This smell was more rotten than anything I’ve ever smelled. And that’s saying a lot having lived in New York City for ten years. It was bad, bad. It felt wrong like-- spiritually. It could have been coming from the nearby Shinagawa Thermal Power Station where propane gas is produced but my thoughts instantly jumped to the Fukushima Daiichi Nuclear Power Plant meltdown that happened in 2011. I was over three hours away by car from there, but I wondered how my health might be affected if I was there running around breathing in lungs full of the radioactive odors. The malfunction, which was caused by the 9.0 earthquake, led to a dangerous radioactive leak in the surrounding area and waters, killing and doing who knows what else to the local marine life and ecosystem. Incidents like these affect us all. Unfortunately though as history has shown us, devastation by nuclear energy is nothing new for the people of Japan.
Trekking through Tokyo, you can't help but respect the resilience of the Japanese people who are the only nation that an atom bomb has been directly dropped on— twice--at Hiroshima and Nagasaki--courtesy of the United States of America during World War II— and they survived it. Not only did they survive to rebuild, but they have thrived. Think about that. To go from experiencing nuclear devastation to becoming a technological and economic powerhouse where the Japanese Yin is now one of the strongest currencies in the world--that’s gangsta!
‘Nana korobi, ya oki —Fall seven times, get up eight’
- Japanese proverb
My run that day took me past an interesting artisan shop where a tailor was hard at work creating women’s clothing out of various colors of beautiful leather scraps— cute tops, shorts and skirts. They were all really nice and handmade right on the spot. His work was so well crafted that I decided to have a skirt made for Afya, my wife, as a gift and souvenir out of a piece of muted purple leather that I thought she’d dig.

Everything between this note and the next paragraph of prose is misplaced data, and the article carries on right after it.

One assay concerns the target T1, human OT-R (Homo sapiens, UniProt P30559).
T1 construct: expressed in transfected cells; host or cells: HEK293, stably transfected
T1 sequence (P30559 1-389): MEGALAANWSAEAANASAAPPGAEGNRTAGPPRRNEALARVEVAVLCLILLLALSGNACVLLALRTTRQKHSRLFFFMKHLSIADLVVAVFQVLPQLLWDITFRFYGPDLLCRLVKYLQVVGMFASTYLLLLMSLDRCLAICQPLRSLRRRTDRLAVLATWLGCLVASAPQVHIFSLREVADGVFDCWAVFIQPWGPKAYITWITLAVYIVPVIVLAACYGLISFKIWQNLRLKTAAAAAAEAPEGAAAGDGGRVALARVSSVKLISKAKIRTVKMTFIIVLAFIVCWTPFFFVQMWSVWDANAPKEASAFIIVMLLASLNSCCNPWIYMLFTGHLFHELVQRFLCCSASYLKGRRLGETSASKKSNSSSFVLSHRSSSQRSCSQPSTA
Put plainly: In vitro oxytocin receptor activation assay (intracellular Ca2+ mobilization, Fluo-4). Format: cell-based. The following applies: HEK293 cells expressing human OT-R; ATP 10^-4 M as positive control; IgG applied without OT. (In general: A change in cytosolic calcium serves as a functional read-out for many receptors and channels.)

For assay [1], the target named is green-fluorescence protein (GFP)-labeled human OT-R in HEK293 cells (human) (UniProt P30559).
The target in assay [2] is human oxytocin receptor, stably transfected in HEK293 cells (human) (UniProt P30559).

You should’ve seen this cat at work. Standing there watching him go into the zone--surrounded by mounds of scrap materials, vintage sewing machine parts, and kanji scribbled notes, I was fascinated by the creativity, speed and quality of his craftsmanship.
This devotion to excellence is a principle the Japanese call Kodawari.
Dr. Martin Luther King perfectly echoed the sentiment of Kodawari when he famously said,
“If a man is called to be a street sweeper, he should sweep streets even as Michelangelo painted, or Beethoven composed music, or Shakespeare wrote poetry. He should sweep streets so well that all the hosts of heaven and earth will pause to say, 'Here lived a great street sweeper who did his job well’.”
Kodawari refers to the uncompromising, relentless devotion to one’s art, pursuit, profession, or activity. Being true to who you are and striving for excellence in whatever it is that you do, is of course not limited to Japanese culture but this concept is pervasive throughout daily life in Japan. From the subway cleaning teams “Shinkansen” that meticulously tidy each car during the short station stops, to the conscientious crafting of Japanese artisans in creating pottery, tea kettles, cooking knives and swords. Everything from tattooing to orchestral Kodo drumming to hand made furniture and flower arrangements. All with the humble sincere attention to the tiniest detail.